Laura van Dolron shows she is a solid and highly entertaining performer. Her style is daring and disarming, the content of this specific performance a tad superficial though. Van Dolron starts by briefly laying down the theme of the performance, her love for Lars von Trier, but mainly by talking about her main theme, herself and her love for standing in the spotlight. During this slow start she remarkably quickly succeeds in creating rapport with the audience, making us feel we are her friends. Though the friendship got quickly tested when Van Dolron shot some seemingly out of character quick-shot remarks like ‘Can you imagine what it would be like to be a smart character in a Heleen van Rooyen book? [ed.]’, that apparently hit the target for the (in our view notoriously overenthusiastic) Oerol crowd, but seem a bit too easy and stand-uppish for this high-potential performer.

Though Van Dolron was able to keep us interested for more than an hour straight with her captivating stories and to the point observations, especially about the black and white depiction of women in movies and literature (saints or whores), she never dove under the surface of the first sketches of her theme. Her observations were entertaining, but mostly safe and thus less relevant (except for the odd sharp remark like the one about the feminists (‘whores in denial’) :-), quite daring considering the suspicion that this group seems to be very well (even rather over-) represented in the Oerol audience). Hardly any subject was touched upon deeply enough to leave a lasting impression, apart from the ‘theme’ that was Van Dolron herself. But where Lars came in, and the actual relevance of that theme for her or for us remained unclear. Her convincing authenticity and flow of positivity compensated for this, letting the audience leave with a good feeling, but not with an overkill of food for thought.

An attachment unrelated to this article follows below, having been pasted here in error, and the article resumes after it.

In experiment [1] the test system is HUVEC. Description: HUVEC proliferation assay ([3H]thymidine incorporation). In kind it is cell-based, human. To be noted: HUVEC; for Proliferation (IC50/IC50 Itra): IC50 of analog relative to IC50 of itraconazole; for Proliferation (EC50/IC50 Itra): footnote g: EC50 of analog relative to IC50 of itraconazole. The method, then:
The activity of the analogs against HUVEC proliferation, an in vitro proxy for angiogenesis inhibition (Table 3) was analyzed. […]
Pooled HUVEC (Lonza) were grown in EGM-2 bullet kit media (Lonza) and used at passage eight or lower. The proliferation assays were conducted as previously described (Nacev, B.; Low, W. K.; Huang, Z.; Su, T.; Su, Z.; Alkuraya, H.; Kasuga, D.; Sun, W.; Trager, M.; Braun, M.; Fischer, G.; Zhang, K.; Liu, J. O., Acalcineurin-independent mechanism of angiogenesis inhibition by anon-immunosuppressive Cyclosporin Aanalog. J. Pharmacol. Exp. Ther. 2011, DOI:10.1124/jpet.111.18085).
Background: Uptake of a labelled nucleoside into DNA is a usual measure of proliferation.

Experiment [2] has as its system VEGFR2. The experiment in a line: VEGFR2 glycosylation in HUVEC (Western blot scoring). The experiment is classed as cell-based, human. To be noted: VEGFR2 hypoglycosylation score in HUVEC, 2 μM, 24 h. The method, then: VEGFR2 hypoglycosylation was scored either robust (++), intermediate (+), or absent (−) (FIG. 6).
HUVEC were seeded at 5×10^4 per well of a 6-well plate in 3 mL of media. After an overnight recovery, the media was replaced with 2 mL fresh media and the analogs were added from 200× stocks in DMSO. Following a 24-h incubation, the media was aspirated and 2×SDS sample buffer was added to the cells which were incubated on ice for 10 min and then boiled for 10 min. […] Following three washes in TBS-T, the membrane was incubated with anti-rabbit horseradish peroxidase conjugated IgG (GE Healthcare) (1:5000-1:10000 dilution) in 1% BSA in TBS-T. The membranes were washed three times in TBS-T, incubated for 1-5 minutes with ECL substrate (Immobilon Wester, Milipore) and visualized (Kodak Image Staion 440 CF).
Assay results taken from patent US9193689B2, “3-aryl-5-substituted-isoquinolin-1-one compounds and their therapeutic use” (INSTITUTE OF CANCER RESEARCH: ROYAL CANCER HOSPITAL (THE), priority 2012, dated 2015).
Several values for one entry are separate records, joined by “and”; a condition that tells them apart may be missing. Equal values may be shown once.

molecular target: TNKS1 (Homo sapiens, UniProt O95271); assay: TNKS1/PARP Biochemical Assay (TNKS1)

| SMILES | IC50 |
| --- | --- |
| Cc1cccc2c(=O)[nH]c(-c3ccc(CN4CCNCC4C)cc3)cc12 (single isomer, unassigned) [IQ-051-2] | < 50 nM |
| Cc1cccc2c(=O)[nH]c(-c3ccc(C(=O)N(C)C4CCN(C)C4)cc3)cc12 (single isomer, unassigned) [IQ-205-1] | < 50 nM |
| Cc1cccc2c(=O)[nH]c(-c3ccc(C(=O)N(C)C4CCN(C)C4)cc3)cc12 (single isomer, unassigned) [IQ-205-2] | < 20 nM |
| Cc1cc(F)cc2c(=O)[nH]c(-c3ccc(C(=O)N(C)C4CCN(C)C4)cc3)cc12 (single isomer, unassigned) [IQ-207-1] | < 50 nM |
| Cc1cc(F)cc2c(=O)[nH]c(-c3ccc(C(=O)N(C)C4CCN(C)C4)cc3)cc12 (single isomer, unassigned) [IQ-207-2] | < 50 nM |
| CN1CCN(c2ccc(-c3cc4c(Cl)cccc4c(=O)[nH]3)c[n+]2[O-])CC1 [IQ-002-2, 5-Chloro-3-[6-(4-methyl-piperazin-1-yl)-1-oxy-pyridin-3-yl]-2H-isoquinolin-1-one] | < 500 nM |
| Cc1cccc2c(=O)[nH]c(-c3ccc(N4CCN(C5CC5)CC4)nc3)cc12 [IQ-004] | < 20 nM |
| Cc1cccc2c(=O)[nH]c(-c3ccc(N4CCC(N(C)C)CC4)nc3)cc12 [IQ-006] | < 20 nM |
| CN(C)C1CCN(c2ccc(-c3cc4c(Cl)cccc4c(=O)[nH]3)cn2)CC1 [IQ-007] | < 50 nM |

All in all Van Dolron shows to be a gutsy and talented lady. Definitely worth checking out…

For a review by Vincent Kouters (in Dutch) 

Volkstheater: ‘Zeeuwse Nachten III’: {5 out of 10]

(review to be inserted later)

Artemis: Priemgeval

Have not been able to get tickets for this one…But we’ve been told by many that it was a great performance.